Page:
Here we describe recent, rapid changes in the cryosphere that are newsworthy. They may or may not be significant in a climate context.
Waves of Snowballs/Iceballs in Siberia and USA
[J. Key, 14 November 2016]
In late October, the BBC reported that "snowballs" began washing up on the shore in the Gulf of Ob in Western Siberia. The Siberian Times had a picture of a woman sitting on top of the giant balls, and another showing a dog running nearby (see below). The balls occurred along 11 miles of beach. They ranged in size from a less than 10 cm to more than 80 cm in diameter.
Fig. 1. A YouTube video by Valery Togo, from the town of Nyda.
While this phenomenon is not common, it does occasionally occur in large water bodies of the midlatitudes and high latitudes. Lake Michigan, one of the Great Lakes in North America, had an event with large snow/ice balls in December 2015 (Figure 2).
Fig. 2. A YouTube video of 'ice balls' along Lake Michigan shoreline near Traverse City, Michigan, USA. Video by KenScottPhotography.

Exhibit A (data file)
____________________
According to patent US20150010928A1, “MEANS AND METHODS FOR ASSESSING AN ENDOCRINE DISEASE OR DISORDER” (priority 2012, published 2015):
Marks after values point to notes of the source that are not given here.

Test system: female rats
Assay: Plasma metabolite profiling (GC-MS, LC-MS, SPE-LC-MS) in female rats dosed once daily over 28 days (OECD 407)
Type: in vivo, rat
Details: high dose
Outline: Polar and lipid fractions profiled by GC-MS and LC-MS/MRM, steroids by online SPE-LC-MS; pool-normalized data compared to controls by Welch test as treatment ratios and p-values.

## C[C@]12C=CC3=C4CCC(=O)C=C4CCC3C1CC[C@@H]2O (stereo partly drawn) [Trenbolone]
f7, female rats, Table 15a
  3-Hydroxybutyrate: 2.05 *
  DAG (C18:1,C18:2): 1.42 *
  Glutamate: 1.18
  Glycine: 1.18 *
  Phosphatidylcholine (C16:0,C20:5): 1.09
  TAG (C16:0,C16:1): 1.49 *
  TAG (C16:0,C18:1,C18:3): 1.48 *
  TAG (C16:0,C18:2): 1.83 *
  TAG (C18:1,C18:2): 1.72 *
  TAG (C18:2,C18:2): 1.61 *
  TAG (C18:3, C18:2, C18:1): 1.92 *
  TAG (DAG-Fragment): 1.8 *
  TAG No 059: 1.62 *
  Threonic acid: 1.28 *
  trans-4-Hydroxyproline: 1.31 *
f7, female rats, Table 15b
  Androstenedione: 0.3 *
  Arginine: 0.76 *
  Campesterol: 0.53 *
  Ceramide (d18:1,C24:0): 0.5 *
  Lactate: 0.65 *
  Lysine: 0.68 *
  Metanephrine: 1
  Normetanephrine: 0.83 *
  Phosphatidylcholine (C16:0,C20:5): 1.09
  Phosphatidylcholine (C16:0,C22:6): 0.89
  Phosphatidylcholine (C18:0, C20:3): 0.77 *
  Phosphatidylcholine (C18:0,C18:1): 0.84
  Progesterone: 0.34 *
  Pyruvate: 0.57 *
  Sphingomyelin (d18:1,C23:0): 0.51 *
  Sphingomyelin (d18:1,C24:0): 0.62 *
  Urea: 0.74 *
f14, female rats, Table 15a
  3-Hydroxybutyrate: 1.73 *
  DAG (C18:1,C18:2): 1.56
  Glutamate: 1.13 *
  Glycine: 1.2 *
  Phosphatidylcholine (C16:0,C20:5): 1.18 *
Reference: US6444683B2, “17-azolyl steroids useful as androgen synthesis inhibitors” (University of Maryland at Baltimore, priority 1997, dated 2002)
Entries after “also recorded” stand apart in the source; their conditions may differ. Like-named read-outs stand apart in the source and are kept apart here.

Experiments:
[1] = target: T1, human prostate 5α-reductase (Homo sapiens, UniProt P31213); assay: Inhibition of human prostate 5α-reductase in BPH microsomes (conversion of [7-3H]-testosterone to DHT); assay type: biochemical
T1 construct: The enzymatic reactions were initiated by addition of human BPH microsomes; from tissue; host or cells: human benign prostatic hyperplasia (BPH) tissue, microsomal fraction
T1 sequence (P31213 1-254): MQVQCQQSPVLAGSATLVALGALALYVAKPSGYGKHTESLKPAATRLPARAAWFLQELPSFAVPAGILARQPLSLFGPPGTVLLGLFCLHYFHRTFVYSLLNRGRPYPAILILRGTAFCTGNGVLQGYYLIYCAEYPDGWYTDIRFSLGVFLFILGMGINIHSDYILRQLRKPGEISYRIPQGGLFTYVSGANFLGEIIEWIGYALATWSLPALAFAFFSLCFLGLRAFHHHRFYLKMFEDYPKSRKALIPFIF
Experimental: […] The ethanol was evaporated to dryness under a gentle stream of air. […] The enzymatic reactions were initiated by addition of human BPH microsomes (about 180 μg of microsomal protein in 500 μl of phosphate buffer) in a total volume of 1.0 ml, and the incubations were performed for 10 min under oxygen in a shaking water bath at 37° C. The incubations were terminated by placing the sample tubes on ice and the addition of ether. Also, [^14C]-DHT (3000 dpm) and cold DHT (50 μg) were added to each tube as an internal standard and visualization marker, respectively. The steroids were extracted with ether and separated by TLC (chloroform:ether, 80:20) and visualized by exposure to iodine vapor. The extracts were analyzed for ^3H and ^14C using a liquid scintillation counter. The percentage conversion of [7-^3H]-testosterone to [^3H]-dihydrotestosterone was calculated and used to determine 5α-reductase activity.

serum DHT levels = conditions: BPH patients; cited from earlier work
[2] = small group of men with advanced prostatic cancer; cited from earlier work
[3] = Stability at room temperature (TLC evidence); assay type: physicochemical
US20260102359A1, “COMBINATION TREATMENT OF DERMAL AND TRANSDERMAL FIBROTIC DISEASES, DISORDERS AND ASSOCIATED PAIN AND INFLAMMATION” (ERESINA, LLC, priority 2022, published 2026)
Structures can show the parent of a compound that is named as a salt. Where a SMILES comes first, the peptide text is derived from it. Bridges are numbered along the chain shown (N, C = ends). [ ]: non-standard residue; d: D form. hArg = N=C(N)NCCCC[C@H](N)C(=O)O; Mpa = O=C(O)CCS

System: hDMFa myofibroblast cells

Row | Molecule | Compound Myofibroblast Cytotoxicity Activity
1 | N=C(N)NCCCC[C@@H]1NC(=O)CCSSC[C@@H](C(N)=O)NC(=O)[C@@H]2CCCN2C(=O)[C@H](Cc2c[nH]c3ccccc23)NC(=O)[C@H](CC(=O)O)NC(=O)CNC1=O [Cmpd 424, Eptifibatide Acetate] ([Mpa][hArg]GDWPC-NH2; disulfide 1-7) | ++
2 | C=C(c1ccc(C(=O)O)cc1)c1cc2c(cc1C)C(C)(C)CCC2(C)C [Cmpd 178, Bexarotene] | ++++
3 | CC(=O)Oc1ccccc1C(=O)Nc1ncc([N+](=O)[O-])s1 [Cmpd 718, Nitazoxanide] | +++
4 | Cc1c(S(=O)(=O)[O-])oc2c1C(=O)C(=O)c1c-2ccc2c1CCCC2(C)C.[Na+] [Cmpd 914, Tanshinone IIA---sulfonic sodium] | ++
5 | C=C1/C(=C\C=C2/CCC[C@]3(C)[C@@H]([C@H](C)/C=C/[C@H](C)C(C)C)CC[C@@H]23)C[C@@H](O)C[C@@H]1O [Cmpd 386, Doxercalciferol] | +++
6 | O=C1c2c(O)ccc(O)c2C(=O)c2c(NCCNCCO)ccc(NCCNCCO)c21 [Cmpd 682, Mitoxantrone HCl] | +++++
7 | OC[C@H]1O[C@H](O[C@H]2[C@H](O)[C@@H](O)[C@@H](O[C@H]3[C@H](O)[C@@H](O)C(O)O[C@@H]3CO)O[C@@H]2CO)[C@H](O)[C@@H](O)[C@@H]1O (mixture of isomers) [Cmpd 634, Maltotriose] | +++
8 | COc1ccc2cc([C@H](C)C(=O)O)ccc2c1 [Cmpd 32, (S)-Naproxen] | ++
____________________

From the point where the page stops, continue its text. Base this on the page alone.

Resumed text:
What causes these balls to form? If the water temperature is just below freezing, small pieces of ice or icy slush grows as waves move back and forth adding additional water that freezes in layers. The snow/ice chunks rub together and are sculpted into a round shape. The BBC reported that:
"Russian TV quoted an explanation from Sergei Lisenkov, press secretary of the Arctic and Antarctic Research Institute: 'As a rule, first there is a primary natural phenomenon — sludge ice, slob ice. Then comes a combination of the effects of the wind, the lay of the coastline, and the temperature and wind conditions. It can be such an original combination that it results in the formation of balls like these.'"